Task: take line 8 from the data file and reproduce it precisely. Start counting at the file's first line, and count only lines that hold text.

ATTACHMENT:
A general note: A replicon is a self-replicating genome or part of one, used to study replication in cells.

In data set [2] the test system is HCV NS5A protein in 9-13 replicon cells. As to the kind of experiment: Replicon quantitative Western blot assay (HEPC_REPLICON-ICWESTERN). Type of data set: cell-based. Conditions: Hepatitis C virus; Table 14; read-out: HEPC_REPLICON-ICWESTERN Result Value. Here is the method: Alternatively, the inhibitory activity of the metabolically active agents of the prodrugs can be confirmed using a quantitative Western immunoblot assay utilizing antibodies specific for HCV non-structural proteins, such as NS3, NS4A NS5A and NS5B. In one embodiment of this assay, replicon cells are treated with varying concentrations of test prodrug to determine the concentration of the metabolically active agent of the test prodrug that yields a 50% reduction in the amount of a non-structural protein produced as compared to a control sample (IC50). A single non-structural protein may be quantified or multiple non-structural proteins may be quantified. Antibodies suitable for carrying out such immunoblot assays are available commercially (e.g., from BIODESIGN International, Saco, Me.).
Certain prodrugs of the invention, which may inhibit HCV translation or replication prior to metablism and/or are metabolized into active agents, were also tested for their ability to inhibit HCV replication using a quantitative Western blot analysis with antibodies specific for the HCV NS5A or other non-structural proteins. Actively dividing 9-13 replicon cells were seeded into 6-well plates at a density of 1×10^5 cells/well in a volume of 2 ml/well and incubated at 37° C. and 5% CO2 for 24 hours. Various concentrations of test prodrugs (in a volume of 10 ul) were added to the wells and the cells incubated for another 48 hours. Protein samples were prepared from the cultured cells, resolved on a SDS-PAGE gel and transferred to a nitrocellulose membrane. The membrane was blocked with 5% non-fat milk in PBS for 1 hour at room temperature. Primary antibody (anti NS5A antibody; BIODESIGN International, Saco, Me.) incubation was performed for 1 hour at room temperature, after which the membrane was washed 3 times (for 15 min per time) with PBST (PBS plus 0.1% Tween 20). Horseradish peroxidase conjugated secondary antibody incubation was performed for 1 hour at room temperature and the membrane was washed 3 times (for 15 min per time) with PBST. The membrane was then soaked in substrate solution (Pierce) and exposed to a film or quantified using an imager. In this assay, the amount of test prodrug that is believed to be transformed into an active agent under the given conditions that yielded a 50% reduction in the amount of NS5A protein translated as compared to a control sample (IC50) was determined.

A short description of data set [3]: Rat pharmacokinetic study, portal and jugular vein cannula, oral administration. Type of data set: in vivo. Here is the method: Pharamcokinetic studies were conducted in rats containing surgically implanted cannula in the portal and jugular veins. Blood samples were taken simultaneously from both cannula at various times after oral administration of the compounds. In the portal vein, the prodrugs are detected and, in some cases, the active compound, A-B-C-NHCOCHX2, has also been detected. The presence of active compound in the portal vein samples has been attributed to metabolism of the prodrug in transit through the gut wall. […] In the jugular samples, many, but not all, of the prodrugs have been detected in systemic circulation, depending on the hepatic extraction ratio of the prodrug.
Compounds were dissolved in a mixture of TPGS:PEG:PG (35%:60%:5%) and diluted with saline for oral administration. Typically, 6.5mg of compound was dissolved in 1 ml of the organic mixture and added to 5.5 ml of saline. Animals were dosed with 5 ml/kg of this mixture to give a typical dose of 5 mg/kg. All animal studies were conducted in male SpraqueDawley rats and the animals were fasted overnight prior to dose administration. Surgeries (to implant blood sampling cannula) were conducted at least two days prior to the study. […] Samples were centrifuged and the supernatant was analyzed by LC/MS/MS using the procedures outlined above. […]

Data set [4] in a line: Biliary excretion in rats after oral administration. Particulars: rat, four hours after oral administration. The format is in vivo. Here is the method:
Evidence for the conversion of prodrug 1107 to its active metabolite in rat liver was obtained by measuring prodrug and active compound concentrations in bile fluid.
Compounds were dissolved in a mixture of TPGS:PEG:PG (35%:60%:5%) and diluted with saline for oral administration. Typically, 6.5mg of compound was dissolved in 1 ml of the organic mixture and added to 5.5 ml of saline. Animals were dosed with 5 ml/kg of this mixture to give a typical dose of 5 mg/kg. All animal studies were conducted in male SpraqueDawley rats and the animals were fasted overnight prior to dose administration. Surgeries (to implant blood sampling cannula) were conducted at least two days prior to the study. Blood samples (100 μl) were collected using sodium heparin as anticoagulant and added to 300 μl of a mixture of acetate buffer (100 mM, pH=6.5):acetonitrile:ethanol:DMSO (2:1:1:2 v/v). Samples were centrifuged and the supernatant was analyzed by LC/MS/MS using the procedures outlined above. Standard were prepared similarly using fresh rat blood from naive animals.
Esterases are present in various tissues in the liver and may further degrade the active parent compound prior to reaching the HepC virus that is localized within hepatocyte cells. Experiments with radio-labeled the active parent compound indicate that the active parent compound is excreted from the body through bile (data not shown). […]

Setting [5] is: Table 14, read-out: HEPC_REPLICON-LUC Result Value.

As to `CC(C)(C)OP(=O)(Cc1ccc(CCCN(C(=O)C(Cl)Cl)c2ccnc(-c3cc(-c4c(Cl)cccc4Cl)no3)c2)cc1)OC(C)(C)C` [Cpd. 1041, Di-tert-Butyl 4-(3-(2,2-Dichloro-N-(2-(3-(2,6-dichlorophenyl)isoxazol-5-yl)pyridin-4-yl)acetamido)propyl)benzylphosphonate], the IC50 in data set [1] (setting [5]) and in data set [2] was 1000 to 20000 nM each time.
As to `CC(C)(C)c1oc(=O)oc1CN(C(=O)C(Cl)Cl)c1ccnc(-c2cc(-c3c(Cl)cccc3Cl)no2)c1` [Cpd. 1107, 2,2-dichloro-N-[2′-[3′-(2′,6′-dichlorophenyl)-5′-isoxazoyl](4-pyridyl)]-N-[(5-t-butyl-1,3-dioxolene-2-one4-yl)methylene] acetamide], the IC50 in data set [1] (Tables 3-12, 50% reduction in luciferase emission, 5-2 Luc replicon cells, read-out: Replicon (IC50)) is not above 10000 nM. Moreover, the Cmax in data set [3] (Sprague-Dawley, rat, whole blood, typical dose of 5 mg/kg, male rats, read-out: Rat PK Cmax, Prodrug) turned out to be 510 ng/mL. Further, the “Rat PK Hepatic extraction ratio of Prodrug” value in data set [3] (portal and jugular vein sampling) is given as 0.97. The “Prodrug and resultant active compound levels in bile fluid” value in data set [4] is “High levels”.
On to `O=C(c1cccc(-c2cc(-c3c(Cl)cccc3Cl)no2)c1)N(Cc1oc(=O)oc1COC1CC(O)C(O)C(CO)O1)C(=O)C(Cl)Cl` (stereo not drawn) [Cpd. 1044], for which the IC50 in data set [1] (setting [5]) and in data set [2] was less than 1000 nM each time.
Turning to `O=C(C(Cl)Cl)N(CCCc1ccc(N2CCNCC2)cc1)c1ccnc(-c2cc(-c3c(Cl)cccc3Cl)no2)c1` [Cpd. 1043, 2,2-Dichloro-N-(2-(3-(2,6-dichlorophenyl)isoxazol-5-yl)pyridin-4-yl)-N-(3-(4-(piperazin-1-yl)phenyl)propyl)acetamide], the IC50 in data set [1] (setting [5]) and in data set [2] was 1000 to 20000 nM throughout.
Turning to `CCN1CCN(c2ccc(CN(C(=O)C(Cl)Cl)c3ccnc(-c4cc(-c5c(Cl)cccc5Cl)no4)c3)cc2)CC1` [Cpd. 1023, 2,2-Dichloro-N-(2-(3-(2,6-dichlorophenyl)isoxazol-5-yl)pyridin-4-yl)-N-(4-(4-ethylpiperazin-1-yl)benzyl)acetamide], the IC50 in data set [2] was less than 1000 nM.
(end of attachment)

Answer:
Compounds were dissolved in a mixture of TPGS:PEG:PG (35%:60%:5%) and diluted with saline for oral administration. Typically, 6.5mg of compound was dissolved in 1 ml of the organic mixture and added to 5.5 ml of saline. Animals were dosed with 5 ml/kg of this mixture to give a typical dose of 5 mg/kg. All animal studies were conducted in male SpraqueDawley rats and the animals were fasted overnight prior to dose administration. Surgeries (to implant blood sampling cannula) were conducted at least two days prior to the study. Blood samples (100 μl) were collected using sodium heparin as anticoagulant and added to 300 μl of a mixture of acetate buffer (100 mM, pH=6.5):acetonitrile:ethanol:DMSO (2:1:1:2 v/v). Samples were centrifuged and the supernatant was analyzed by LC/MS/MS using the procedures outlined above. Standard were prepared similarly using fresh rat blood from naive animals.